Modern Indian painting, like everything else in India has two distinct poles of influence. There is the powerful, persistent and rapidly changing influence of the Western where the revolutions in art were and are being made. Consciously or not, the Indian artist today “places” himself in relation that influence. It is never irrelevant, even when it is ignored, accepted or transcended.
The second pole is of course the Indian tradition, which may be recognised as anything from a vaguely Indian ethos to deliberate attempts to create specifically Indian effects. These may range again, from exercises in a set manner to highly original projections of an individuality that knows how to use what is Indian in it and in the setting.
Here is the example from good art I said I would provide: Bhupen Khakhar, who is a chartered accountant and also a professional painter. In recent years he has written remarkably modern short stories in Gujarati. He holds a Master’s degree in Art Criticism and is keenly responsive to the international art climate of the sixties. His themes are the Hindu temple, the Hindu house, the Hindu cafe and the pan shop. If someone tells me I should say Indian instead of Hindu, my reply is that Khakhar is much too specific to permit the transportation and that he also paints, with the same strong feeling for the specific, the Muslim house, cafe and mosque.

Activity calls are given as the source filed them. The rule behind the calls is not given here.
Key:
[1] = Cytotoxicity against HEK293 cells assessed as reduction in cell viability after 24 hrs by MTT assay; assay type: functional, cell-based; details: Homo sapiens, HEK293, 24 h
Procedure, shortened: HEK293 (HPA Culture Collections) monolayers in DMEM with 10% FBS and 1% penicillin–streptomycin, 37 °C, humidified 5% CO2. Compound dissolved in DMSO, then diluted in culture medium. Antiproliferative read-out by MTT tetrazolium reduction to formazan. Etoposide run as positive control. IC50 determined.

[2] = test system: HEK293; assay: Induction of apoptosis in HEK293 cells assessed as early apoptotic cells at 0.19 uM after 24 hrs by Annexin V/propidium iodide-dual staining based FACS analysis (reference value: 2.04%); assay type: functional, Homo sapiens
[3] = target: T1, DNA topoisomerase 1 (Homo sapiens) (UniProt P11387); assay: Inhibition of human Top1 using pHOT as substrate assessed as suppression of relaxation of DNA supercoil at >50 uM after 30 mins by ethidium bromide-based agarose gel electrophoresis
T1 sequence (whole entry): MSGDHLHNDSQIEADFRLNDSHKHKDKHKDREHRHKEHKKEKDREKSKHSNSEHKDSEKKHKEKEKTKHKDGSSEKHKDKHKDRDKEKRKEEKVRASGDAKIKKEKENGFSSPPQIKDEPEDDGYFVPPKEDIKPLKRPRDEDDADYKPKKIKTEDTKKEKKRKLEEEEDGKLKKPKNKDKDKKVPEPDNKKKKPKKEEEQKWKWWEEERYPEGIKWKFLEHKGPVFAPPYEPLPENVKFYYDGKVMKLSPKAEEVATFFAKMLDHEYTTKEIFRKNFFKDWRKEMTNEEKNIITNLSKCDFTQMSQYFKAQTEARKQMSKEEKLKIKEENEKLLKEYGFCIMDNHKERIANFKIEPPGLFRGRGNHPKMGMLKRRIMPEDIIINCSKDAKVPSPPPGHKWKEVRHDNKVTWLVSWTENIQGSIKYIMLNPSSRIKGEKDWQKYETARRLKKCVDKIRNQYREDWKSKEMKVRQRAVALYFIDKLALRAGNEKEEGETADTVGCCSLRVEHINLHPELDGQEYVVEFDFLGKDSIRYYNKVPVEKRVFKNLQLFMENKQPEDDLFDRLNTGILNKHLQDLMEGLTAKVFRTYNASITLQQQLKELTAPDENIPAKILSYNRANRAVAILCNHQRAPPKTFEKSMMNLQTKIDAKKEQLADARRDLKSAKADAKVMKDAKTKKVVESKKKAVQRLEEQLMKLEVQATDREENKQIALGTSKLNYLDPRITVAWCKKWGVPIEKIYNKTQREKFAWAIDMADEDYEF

The colour patterns in the Hindu themes are deeply Hindu in sensibility- red, black, yellow and saffron in bold and fantastic forms. Khakhar pastes on them cut outs from Indian bazaar-prints depicting the familiar gods and goddesses with many arms, legendary animals and birds, mythic monsters and local saints in the timeless postures. To these are added contemporary equivalents, such as a Lipton tea label, a Kennedy-Nehru newspaper photograph, cigarette packets and match box labels.
The base material is often enamel, which is very suitable to the feeling of ordinary and guileless vulgarity impressionistically captured. Small and large mirrors are added and painted on. The collage could hardly be done better and with greater wit and vitality,thoughthevery idea of collage is repugnant to many otherwise discriminating art lovers.
Khakhar’s largest and best paintings are in fact independent of this technique, either because it is not used at all or because the objects exploited cannot be recognized from a distance of a few yards.